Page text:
An international team led by researchers at the Centre for Palaeogenetics in Stockholm has sequenced DNA recovered from mammoth remains that are up to 1.2 million years old. The analyses show that the Columbian mammoth that inhabited North America during the last ice age was a hybrid between the woolly mammoth and a previously unknown genetic lineage of mammoth. In addition, the study provides new insights into when and how fast mammoths became adapted to cold climate. These findings are published today (February 17, 2021) in Nature.
Around one million years ago there were no woolly or Columbian mammoths, as they had not yet evolved. This was the time of their predecessor, the ancient steppe mammoth. Researchers have now managed to analyze the genomes from three ancient mammoths, using DNA recovered from mammoth teeth that had been buried for 0.7-1.2 million years in the Siberian permafrost.
This is the first time that DNA has been sequenced and authenticated from million-year-old specimens, and extracting the DNA from the samples was challenging. The scientists found that only minute amounts of DNA remained in the samples and that the DNA was degraded into very small fragments.
“This DNA is incredibly old. The samples are a thousand times older than Viking remains, and even pre-date the existence of humans and Neanderthals,” says senior author Love Dalén, a Professor of evolutionary genetics at the Centre for Palaeogenetics in Stockholm.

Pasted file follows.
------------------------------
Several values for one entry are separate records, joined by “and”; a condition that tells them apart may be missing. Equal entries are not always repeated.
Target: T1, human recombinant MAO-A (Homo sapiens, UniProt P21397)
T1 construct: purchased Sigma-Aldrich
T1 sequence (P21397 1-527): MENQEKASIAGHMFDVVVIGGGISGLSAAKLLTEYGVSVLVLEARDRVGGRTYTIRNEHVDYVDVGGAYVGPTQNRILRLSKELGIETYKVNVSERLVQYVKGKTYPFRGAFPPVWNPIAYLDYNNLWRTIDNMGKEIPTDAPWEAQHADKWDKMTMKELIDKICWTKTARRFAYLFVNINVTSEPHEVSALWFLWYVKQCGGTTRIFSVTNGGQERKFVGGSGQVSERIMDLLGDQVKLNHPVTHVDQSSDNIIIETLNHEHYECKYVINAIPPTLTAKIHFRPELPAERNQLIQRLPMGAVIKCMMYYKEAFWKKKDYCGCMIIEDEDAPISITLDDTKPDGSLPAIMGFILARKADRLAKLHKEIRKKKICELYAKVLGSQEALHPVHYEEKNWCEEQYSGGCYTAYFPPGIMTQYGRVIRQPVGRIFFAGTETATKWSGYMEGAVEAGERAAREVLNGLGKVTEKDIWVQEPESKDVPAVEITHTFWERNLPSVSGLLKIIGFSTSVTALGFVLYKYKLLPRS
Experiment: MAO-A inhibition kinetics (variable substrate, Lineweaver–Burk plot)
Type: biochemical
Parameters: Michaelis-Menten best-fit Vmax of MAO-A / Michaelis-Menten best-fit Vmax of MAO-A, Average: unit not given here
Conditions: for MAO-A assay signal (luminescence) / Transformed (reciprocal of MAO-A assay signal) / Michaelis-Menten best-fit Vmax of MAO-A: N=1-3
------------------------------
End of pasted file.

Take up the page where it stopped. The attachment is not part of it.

The age of the specimens was determined using both geological data and the molecular clock. Both these types of analyses showed that two of the specimens are more than one million years old, whereas the third is roughly 700 thousand years old and represents one of the earliest known woolly mammoths.
An unexpected origin of the Columbian mammoth
Analyses of the genomes showed that the oldest specimen, which was approximately 1.2 million years old, belonged to a previously unknown genetic lineage of mammoth. The researchers refer to this as the Krestovka mammoth, based on the locality where it was found. The results show that the Krestovka mammoth diverged from other Siberian mammoths more than two million years ago.
“This came as a complete surprise to us. All previous studies have indicated that there was only one species of mammoth in Siberia at that point in time, called the steppe mammoth. But our DNA analyses now show that there were two different genetic lineages, which we here refer to as the Adycha mammoth and the Krestovka mammoth. We can’t say for sure yet, but we think these may represent two different species,” says the study’s lead author Tom van der Valk.
The researchers also suggest that it was mammoths that belonged to the Krestovka lineage that colonized North America some 1.5 million years ago. In addition, the analyses show that the Columbian mammoth that inhabited North America during the last ice age, was a hybrid. Roughly half of its genome came from the Krestovka lineage and the other half from the woolly mammoth.
“This is an important discovery. It appears that the Columbian mammoth, one of the most iconic Ice Age species of North America, evolved through a hybridization that took place approximately 420 thousand years ago,” says co-lead author Patrícia Pečnerová.